For sure it is required for employment verification and background check usually after official job offer.

But it is up to applicant to determine the risk of giving out SS number to recruiter, or anyone for that matter. That's the only advice that can be given to anyone asking about this.

Again, it's not an illegal request.
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Old 06-24-2016, 09:42 PM
 
Location: SF Bay Area
13,524 posts, read 19,022,991 times
Reputation: 20166
They're not asking for the SS#, they're just asking for the last 4 digits. Heck, just give them 1111 or whatever, as long as you can remember it.
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Old 06-24-2016, 10:10 PM
 
Location: NE Mississippi
18,672 posts, read 10,994,394 times
Reputation: 26215
Quote:
Originally Posted by FatBob96 View Post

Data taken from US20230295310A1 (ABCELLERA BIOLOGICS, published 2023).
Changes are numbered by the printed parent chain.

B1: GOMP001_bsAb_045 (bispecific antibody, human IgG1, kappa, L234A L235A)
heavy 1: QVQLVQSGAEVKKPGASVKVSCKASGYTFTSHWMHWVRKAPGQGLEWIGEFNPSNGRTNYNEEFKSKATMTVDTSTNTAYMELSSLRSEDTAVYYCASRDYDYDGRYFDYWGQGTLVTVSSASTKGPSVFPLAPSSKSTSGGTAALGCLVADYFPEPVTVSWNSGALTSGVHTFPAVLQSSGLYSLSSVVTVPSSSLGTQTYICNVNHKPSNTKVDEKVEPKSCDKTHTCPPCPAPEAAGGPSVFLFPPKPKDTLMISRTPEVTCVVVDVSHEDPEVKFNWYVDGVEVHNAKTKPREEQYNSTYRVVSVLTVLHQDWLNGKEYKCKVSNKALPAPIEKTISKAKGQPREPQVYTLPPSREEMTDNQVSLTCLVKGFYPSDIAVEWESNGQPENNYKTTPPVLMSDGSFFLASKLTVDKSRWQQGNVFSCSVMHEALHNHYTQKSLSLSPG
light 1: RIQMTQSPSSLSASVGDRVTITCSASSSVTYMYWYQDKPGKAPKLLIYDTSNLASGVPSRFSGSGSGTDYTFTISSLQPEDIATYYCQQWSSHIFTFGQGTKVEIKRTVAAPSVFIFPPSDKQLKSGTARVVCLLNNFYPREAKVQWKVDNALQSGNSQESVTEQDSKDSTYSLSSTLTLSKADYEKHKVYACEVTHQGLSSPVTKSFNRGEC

I applied to a few different job postings on Indeed that ended up being for the same position.

Within two hours I was contacted by two different recruiters from the posting agencies.

The first asked me a lot of questions about my background and work history and at the end of the conversation, asked me to supply a four digit pin number to submit my resume to the hiring company, a large chemical firm. I gave him a made up number and afterwards he sent me an email requesting the year I graduated high school, which is not on my resume.


The second was less thorough about talking to me about my work history but wanted me to provide my complete date of birth and the last four digits of my SS number.